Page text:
Oh, that sneaky little weed. So easy for it to crop up in the corners of your life. Or, you know, choke out the center of it. I’ve gone through several stages of trying to figure out what to do with the sucker.
As a child, I was extremely prideful. I was proud of reasonable things, like the fact that I was very strange, very spirited, and a thinker. I was also proud of unreasonable things like the fact that I’d been born in a foreign country (which I had absolutely nothing to do with causing) and that I’d gotten the chance to co-pilot a little airplane once (also something I had little to do with).
Then it occurred to me one day (after having my ego singed by a girl who managed to one-up me on every point that arose) that this pride was causing me to be a grandstanding pestilence. I determined, then, not to be prideful—and as a primary first step, to stop trying to maneuver conversations in such a way that I could casually drop comments indicating how awesome I was.
I did try for the next few years, and tried very hard, to suppress that pride. There, I came up against another difficulty: aren’t you supposed to have some pride? You know, self-confidence and pride in a job well done and all that rot. So I stumbled back and forth like a drunk trying to walk a line, because I wasn’t entirely sure where the line was even drawn.
I discussed the issue with one of my amazing big sisters, and what she said has always stuck with me, though due to the passing of years, I can only paraphrase the idea.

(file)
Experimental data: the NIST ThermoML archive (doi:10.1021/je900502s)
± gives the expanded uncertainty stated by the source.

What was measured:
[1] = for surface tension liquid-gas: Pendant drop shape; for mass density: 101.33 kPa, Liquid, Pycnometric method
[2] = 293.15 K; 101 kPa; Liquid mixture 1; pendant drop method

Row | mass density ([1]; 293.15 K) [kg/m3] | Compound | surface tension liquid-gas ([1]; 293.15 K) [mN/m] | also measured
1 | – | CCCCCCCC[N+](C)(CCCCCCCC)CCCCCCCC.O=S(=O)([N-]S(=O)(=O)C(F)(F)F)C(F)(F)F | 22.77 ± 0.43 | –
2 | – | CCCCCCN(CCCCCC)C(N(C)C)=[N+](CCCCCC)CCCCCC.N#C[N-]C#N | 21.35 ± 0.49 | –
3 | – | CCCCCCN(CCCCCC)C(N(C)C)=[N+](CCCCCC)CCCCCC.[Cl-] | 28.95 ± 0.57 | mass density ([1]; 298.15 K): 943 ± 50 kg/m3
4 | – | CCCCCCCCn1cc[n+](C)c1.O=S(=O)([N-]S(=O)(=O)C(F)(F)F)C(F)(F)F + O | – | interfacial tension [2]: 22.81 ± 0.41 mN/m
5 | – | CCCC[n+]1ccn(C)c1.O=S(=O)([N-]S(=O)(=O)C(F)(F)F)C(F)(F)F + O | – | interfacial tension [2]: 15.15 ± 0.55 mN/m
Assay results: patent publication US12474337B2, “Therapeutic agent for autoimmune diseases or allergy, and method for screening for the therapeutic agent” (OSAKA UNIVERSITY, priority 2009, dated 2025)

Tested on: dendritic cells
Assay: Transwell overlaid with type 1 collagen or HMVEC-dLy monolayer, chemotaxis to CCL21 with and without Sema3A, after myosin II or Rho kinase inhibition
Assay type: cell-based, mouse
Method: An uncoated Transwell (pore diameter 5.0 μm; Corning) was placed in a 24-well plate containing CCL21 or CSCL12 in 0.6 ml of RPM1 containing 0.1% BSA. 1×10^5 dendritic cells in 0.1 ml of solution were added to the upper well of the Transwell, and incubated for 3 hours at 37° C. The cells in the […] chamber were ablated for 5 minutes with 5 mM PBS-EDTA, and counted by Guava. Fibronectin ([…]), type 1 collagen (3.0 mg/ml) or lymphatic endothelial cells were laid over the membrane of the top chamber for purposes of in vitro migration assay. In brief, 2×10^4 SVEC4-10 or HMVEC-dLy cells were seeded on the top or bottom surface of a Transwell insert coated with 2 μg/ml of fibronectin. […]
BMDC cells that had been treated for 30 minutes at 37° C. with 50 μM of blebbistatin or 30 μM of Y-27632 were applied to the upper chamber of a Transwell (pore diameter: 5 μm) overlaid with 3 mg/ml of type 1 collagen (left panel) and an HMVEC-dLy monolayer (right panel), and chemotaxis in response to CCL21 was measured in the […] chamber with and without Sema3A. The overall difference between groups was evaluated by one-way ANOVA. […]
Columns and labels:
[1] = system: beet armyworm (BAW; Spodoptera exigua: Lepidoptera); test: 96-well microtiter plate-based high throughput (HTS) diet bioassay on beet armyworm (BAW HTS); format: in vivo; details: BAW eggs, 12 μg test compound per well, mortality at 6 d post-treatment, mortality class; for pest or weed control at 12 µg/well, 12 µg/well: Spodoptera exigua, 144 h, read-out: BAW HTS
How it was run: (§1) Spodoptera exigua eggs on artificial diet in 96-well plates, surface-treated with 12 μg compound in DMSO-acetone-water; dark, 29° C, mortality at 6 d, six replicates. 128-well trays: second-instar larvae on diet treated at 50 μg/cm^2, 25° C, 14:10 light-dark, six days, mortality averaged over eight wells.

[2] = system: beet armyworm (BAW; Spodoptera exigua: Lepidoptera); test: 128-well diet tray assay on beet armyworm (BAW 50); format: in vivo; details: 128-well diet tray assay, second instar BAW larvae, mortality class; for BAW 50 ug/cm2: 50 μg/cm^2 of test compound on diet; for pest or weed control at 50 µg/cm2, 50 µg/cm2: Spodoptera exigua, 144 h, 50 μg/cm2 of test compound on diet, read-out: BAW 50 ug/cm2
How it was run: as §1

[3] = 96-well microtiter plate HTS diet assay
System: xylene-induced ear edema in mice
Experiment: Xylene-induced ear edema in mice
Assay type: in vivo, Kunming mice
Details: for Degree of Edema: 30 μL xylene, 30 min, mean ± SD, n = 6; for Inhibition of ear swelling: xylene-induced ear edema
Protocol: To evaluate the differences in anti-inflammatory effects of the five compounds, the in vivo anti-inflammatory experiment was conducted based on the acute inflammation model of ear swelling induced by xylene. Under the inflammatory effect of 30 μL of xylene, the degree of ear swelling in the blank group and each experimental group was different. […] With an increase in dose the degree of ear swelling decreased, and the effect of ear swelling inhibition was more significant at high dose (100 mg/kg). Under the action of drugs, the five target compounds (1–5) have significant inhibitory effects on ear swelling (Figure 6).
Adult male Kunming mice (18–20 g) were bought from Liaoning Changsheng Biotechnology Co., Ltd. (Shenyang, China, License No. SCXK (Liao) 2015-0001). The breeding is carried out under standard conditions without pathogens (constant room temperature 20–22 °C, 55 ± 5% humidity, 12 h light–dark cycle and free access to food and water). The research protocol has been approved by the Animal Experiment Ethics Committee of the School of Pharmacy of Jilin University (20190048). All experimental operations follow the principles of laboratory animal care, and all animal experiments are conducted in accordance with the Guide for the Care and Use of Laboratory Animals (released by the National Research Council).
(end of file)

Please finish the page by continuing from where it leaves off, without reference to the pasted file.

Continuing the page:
“I think pride,” she said, “lies in comparing yourself to others. To think yourself higher than others, that’s pride. But to think yourself lower than others, that comes from pride, too. That’s still based on ego, on self-absorption.”
The demon in C.S. Lewis’s Screwtape Letters puts it another way: “The Enemy wants to bring the man to a state of mind in which he could design the best cathedral in the world, and know it to be the best, and rejoice in the fact, without being any more (or less) or otherwise glad at having done it than he would be if it had been done by another. The Enemy wants him, in the end, to be so free from any bias in his own favour that he can rejoice in his own talents as frankly and gratefully as in his neighbour’s talents–or in a sunrise, an elephant, or a waterfall.”
Is it possible to create without comparing? Maybe, maybe not entirely. Is it worth giving a go? Heck yes.
Stay tuned for part two, in which I consider the liberal use of DDT and Uncle Screwtape warns against inciting amusement…